Getting Started with the Twitter API article described how Twitter's founders see it as more than simply a web site where people can send short messages to those who choose to follow their message stream. Twitter is a new kind of publishing platform, and the simple, straightforward API for this platform is easy to use with a variety of tools and programming languages.
Tweeting Big Jumps in the Dow Jones Industrial Average
On a normal day last September, I would never check the Dow Jones Industrial Average. With the financial turmoil of
recent months, though, I wondered more often whether the economy was getting us in deeper or if things had bounced
back, so I checked too often, usually at
CNBC's home page. When I did this, I often wondered if there was a simple way to receive alerts when the Dow made newsworthy jumps.
Checking stock and financial index quotes is pretty simple with any scripting language, so I used the
python-twitter API to write a script that checks the Dow and posts a Twitter message (or "tweet") if the figure moves at least 50 points since the last check. The script is about 60 lines of code, which, in addition to basic file I/O, determines whether the DOW went up or down since the last check, and assembles a sentence describing what happened.
The script is not hard coded to only check the Dow Jones Industrial Average and tweet after a 50 point swing, which is
why I called it tweetstockjump.cgi. By resetting variable values near the top of the script, you can change both the ticker symbol for the stock or index you want to check and the increment that triggers a tweet.
The web offers a wide choice of free stock quote services. Instead of going with a SOAP or other XML-based web
service, I went with a simpler option: the one-line comma-separated lists of stock information available from
Yahoo! Finance. For example, on the evening of November 19th, adding the ticker symbol IBM at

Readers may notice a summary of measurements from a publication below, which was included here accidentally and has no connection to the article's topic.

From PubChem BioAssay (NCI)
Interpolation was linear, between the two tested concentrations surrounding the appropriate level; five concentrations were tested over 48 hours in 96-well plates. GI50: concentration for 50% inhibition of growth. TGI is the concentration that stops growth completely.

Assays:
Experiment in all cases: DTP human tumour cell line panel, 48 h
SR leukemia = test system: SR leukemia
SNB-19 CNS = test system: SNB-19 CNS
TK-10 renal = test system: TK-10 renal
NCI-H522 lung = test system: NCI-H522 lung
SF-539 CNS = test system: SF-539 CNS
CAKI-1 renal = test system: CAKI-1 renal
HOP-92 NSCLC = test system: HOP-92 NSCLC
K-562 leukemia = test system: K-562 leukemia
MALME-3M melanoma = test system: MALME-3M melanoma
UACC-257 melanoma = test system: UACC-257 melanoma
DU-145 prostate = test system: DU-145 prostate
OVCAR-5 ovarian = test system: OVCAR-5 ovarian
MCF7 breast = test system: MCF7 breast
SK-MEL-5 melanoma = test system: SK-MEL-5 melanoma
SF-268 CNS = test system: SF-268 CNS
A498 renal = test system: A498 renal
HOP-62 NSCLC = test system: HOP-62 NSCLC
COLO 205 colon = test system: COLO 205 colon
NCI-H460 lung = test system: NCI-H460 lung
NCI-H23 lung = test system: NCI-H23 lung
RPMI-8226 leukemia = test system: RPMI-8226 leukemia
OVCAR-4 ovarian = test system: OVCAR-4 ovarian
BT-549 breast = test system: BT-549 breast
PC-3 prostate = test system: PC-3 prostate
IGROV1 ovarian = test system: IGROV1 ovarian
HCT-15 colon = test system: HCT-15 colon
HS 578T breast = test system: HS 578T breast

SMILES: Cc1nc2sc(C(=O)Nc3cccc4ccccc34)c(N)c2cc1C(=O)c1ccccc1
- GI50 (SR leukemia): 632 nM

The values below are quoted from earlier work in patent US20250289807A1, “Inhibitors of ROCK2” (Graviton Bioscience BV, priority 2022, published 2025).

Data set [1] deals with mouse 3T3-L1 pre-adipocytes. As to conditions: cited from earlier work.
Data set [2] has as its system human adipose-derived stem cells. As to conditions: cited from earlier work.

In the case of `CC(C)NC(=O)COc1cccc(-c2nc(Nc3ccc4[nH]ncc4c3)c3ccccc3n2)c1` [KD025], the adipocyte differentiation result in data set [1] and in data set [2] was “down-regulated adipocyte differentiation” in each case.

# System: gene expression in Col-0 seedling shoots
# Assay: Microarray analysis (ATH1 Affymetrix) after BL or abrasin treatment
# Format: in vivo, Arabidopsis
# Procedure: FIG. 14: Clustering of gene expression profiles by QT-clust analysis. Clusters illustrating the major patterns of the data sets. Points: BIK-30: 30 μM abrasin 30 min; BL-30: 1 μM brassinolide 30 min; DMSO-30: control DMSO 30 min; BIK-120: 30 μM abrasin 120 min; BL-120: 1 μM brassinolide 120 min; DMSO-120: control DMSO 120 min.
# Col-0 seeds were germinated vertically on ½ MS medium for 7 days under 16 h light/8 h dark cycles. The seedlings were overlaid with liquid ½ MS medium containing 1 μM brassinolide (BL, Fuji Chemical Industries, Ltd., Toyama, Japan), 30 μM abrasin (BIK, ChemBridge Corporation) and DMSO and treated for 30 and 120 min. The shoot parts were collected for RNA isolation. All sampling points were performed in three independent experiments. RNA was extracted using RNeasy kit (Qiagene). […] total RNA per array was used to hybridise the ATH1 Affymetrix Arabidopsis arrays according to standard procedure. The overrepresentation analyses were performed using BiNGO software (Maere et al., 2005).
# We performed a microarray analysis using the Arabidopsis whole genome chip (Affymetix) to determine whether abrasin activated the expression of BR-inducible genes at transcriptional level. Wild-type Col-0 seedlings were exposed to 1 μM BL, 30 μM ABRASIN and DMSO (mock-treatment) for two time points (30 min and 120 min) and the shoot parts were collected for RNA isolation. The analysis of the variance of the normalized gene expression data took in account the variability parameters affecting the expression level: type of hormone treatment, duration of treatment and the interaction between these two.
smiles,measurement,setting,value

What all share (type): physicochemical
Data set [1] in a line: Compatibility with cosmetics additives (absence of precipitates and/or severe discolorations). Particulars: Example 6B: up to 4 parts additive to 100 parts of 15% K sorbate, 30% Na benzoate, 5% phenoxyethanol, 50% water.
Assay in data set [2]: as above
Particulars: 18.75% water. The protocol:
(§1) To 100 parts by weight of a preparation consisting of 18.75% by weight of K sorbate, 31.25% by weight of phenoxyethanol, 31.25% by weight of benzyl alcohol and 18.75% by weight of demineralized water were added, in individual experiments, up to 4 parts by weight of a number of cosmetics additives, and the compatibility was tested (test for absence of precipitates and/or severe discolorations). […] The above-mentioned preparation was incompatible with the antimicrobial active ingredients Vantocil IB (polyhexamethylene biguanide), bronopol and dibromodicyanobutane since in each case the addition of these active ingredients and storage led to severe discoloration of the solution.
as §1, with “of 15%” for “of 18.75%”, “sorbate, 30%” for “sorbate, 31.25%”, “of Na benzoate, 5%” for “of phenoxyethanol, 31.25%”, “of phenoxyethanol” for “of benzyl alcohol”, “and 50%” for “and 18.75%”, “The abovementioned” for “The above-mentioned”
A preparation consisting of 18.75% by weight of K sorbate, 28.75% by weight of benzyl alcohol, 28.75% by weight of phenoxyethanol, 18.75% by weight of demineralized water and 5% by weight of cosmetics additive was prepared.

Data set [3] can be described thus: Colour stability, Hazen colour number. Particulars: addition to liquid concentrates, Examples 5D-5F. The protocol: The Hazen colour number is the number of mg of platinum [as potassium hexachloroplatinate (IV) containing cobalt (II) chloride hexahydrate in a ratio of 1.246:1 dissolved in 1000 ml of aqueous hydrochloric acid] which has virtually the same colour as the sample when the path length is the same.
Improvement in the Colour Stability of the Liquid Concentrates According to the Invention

the end of the URL
http://download.finance.yahoo.com/d/quotes.csv?f=sl1d1t1c1ohgv&e=.csv&s= and pasting
it into my browser (or using the wget or cURL utilities mentioned in Part 1 of this article) retrieved the following line of text:
The commas separate these nine pieces of information:
- Ticker symbol
- Last price (after a 20-minute delay)
- Date of that price
- Time of that price
- Change since the day's opening
- Opening price
- Day's high price
- Day's low price
- Trade volume
Python, like Perl, has a split()
function that separates a comma-delimited list of values into the individual slots of an array with one short line of code.
With all these tools in place, the tweetstockjjmp.cgi script checks the Dow Jones Industrial Average figure, evaluates the difference since the last check, and tweets if this difference is greater than 50 by performing the following steps:
- Retrieve the latest information from Yahoo! Finance, split it up into an array, and assign the needed figures to variable names.
- Grab the same information about the most recent polling of the same data from a one-line text file that was saved at the time. If there is no such file, calculate the figure's jump from the day's opening figure, which is the sixth field in the comma-separated list returned from Yahoo! Finance.
- Compare the new figure with the old figure, and if the difference exceeds the value stored in the
a. Construct a sentence in the variable tweetMsg following this model: "Dow Jones Industrial Average down 130.82 from 8128.1 at 3:51pm to 7997.28 at 4:06pm NY time, down 427.47 since today's opening." As with the increment that triggers a tweet and the symbol of the stock or index figure being checked, the full name of the stock or index is stored in a variable set near the top of the script so that it can be easily modified to check for other financial information.
b. Send the message (or, as Twitter calls it, an "update") to the Twitter server.
c. Save the newly retrieved CSV file so that the next polling of the latest quote has something to compare it with.
d. Otherwise, if the figure moved less than increment points, the script is finished.
My first draft of the script was called checkDowJones.cgi
(cgi because it's a script being run under my account
on my host provider's system), but after storing the quote symbol, the referenced index's full name, and the increment
to check for in variables to make the script more flexible, I changed the name to tweetstockjump.cgi
to reflect its potentially wider usefulness.